Citizen Science Kelp Project: Mapping and monitoring the spatial distribution of local bull kelp populations
Of the 23 species of large brown algae native to Puget Sound, bull kelp is the largest (Nereocystis luetkeana). Reaching a canopy height of 60’ or more, this species provides an array of ecosystem services and holds great cultural and economic value to communities around the region. Aerial and dive surveys have been conducted by state natural resources agencies since 1989, yet a paucity of data remains in the north Sound.
For the past three years, citizen scientists in northern Puget Sound have been mapping the location and extent of local bull kelp forests, applying a kayak-based survey protocol developed in 2014 by the Northwest Straits Commission. Using hand-held Global Positioning System units, more than 40 volunteers are helping document observed changes in kelp populations. Data are posted to SoundIQ, contributing to habitat management and protection efforts by partnering federal and state agencies and county governments. CREOi funding supported a part-time coordinator to train volunteers in survey methods, coordinate survey efforts across seven counties, manage data and work with technical experts to assure data quality. In 2016, volunteers surveyed 26 kelp beds in seven counties, logging over 100 individual kelp bed measurements.
CREOi also supported development of a Kelp in the Salish Sea – Story Map and a short film Citizen Science Kelp Project, which debuted for 140 people at the 17thannual Northwest Straits Marine Resources Committees Conference and has been used often for public presentations, community meetings and conferences. Finally, CREOi funding enabled a kelp workshop for volunteers and other project participants. Both strategic planning and celebration, the gathering generated 2017-2018 project goals, including the compilation of historical and contemporary data on bull kelp distribution throughout the Salish Sea.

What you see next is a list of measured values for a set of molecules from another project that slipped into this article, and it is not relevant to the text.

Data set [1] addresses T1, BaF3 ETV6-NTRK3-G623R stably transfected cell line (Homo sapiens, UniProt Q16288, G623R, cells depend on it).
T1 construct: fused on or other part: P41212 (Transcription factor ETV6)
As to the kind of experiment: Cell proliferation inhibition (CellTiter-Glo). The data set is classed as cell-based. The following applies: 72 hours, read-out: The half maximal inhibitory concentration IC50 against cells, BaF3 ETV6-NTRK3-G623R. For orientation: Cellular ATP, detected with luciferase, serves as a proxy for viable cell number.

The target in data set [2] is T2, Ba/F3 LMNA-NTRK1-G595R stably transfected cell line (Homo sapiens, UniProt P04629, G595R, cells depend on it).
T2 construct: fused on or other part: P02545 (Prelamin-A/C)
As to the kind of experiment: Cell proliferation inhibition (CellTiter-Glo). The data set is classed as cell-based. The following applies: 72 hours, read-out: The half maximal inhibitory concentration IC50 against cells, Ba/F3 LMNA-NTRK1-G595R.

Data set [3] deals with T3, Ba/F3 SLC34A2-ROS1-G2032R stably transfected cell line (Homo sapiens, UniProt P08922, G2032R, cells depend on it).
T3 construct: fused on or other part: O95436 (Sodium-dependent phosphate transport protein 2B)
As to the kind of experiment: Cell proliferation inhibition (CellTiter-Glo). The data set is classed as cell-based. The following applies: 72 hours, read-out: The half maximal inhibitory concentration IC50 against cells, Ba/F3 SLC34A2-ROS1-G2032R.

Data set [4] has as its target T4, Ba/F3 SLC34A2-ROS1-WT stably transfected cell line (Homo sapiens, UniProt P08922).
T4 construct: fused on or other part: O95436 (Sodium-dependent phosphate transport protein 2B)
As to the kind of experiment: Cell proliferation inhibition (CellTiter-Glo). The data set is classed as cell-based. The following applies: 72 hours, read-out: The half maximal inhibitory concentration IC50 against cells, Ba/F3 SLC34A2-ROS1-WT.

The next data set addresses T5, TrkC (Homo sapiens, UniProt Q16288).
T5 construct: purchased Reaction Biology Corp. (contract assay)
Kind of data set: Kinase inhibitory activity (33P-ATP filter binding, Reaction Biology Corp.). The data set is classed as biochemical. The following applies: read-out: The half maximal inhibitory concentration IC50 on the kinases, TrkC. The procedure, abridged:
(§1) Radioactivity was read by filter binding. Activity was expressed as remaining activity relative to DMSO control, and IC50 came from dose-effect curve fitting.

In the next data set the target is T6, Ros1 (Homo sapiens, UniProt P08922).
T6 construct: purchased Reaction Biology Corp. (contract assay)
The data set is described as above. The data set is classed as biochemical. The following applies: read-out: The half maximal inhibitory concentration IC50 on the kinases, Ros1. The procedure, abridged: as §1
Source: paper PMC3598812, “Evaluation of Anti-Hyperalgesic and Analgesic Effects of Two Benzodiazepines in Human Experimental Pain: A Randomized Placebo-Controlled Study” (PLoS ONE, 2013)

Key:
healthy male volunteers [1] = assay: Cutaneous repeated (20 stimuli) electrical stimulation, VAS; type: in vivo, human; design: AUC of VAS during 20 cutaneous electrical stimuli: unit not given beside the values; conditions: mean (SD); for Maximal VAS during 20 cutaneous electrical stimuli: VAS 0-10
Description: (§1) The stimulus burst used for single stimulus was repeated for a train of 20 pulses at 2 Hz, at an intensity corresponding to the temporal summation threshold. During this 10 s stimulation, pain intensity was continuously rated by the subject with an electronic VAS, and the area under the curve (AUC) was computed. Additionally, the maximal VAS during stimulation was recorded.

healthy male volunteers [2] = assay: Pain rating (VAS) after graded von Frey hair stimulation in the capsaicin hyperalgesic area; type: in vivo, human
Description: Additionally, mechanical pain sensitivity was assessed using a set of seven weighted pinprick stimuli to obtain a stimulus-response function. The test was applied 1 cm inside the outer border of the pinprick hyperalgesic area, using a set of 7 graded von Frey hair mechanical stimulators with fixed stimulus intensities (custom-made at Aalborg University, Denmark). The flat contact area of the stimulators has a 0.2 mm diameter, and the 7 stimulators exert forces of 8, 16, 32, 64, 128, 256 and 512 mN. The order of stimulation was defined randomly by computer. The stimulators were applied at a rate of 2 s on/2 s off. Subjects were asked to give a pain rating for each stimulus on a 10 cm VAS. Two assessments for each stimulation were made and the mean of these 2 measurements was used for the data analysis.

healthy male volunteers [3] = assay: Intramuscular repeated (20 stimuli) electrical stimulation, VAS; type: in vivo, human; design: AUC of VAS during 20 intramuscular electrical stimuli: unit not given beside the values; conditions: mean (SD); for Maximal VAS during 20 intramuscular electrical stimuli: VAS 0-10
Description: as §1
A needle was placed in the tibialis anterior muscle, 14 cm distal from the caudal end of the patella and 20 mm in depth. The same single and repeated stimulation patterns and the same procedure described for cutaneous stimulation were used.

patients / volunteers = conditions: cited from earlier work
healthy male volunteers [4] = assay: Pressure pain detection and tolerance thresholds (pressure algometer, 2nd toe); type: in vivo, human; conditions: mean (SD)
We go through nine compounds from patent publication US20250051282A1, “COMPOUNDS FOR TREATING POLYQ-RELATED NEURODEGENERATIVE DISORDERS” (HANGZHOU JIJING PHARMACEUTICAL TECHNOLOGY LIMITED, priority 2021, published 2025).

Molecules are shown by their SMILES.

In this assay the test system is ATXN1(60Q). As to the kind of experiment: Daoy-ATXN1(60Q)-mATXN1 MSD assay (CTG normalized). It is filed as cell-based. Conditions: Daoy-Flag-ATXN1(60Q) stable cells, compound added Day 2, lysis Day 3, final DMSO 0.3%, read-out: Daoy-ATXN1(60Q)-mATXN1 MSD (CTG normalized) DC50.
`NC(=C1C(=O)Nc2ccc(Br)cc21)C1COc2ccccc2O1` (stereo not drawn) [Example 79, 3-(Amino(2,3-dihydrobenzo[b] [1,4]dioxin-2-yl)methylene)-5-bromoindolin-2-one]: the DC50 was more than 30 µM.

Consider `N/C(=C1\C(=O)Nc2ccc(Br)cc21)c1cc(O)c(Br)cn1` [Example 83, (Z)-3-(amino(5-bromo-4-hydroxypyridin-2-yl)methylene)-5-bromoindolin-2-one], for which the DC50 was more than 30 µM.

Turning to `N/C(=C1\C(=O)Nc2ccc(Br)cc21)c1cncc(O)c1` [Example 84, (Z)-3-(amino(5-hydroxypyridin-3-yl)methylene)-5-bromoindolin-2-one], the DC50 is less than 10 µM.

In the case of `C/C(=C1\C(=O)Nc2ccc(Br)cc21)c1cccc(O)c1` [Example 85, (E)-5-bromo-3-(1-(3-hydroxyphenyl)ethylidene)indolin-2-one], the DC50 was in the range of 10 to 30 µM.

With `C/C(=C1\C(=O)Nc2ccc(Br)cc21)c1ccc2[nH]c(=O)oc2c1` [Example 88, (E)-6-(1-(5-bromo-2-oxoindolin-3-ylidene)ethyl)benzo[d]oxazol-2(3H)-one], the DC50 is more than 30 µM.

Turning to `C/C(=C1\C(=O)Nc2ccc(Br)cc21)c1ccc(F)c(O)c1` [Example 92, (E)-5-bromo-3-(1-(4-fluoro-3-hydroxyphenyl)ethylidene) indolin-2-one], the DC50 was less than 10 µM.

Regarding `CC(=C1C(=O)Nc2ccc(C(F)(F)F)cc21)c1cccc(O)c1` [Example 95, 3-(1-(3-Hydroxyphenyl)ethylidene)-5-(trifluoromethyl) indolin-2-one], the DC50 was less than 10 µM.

This work has gained considerable attention for its cost-effective, scientifically robust and collaborative methodologies. The Northwest Straits Initiative is coordinating with Puget Sound Restoration Fund, Washington Department of Natural Resources, Washington Department of Fish and Wildlife, NOAA and others engaged in the implementation of rockfish and southern resident killer whale recovery strategies that include protection of kelp as critical habitat. One terrific outcome in 2016-17 is unanimous support from partnering entities for the preparation of a (non-regulatory) kelp recovery plan for Puget Sound, which the Northwest Straits Initiative will begin in Fall 2017. ($17,200)